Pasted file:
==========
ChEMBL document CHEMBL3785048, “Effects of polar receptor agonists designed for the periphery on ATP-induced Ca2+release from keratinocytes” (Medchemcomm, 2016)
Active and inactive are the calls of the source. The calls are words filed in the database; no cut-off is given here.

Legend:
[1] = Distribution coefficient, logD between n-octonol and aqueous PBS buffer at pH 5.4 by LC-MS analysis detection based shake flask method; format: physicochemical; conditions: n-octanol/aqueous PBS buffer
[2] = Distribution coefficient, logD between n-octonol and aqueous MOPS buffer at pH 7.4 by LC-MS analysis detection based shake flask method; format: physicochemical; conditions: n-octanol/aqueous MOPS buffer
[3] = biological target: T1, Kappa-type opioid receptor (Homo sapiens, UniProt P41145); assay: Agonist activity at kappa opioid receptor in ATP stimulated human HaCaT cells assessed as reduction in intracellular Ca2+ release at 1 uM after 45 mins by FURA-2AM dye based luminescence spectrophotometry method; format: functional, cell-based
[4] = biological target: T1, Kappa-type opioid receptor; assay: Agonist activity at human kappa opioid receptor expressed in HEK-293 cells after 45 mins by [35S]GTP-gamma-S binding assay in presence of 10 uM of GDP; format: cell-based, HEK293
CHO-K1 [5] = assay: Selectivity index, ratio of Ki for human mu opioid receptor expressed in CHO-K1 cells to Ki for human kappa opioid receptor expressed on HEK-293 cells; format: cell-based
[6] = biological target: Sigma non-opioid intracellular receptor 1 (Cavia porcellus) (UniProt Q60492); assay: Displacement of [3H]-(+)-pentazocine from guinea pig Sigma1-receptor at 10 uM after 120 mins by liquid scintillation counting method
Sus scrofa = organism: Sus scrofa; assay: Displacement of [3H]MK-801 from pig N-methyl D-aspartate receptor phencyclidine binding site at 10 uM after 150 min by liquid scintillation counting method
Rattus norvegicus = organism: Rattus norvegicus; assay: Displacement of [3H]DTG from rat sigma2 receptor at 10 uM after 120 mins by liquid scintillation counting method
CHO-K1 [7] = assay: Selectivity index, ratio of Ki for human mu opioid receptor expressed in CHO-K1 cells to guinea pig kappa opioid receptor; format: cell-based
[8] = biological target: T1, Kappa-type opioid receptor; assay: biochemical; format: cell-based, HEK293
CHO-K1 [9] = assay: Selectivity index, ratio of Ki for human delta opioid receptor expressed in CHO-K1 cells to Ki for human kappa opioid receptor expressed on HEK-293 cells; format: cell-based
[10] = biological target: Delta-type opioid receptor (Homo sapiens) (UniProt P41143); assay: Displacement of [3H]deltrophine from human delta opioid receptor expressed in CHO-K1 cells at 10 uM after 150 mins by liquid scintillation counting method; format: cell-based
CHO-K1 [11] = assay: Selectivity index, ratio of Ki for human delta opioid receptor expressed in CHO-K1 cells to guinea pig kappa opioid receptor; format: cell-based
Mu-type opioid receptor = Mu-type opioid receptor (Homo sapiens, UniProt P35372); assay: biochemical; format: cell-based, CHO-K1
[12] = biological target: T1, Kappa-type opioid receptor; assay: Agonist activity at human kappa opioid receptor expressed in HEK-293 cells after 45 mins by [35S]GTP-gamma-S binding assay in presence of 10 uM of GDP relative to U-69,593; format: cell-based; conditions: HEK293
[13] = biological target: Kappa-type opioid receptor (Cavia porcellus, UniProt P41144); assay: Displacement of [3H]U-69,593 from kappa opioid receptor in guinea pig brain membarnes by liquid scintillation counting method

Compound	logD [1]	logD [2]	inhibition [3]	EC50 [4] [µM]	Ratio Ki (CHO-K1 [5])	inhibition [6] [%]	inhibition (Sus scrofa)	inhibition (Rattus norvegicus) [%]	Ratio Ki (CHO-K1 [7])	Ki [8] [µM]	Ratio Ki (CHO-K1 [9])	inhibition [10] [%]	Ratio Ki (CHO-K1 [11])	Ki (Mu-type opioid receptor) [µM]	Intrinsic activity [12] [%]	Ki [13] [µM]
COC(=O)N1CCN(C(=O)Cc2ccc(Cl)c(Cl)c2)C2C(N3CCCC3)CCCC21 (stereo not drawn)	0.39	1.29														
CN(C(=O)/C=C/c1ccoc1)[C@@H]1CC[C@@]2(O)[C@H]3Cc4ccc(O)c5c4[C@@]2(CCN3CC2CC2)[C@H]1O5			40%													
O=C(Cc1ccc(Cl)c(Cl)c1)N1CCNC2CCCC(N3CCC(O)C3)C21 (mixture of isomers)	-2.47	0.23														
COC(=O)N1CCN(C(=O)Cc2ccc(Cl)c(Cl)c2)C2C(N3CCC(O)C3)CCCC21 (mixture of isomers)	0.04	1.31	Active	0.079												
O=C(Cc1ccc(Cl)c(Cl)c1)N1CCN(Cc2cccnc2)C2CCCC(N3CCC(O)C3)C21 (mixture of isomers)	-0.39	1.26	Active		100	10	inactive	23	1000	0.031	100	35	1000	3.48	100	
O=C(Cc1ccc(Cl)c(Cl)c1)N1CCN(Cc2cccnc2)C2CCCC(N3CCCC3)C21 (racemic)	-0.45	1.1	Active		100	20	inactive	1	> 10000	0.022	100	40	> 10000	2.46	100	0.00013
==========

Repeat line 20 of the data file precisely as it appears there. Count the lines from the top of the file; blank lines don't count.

Compound	logD [1]	logD [2]	inhibition [3]	EC50 [4] [µM]	Ratio Ki (CHO-K1 [5])	inhibition [6] [%]	inhibition (Sus scrofa)	inhibition (Rattus norvegicus) [%]	Ratio Ki (CHO-K1 [7])	Ki [8] [µM]	Ratio Ki (CHO-K1 [9])	inhibition [10] [%]	Ratio Ki (CHO-K1 [11])	Ki (Mu-type opioid receptor) [µM]	Intrinsic activity [12] [%]	Ki [13] [µM]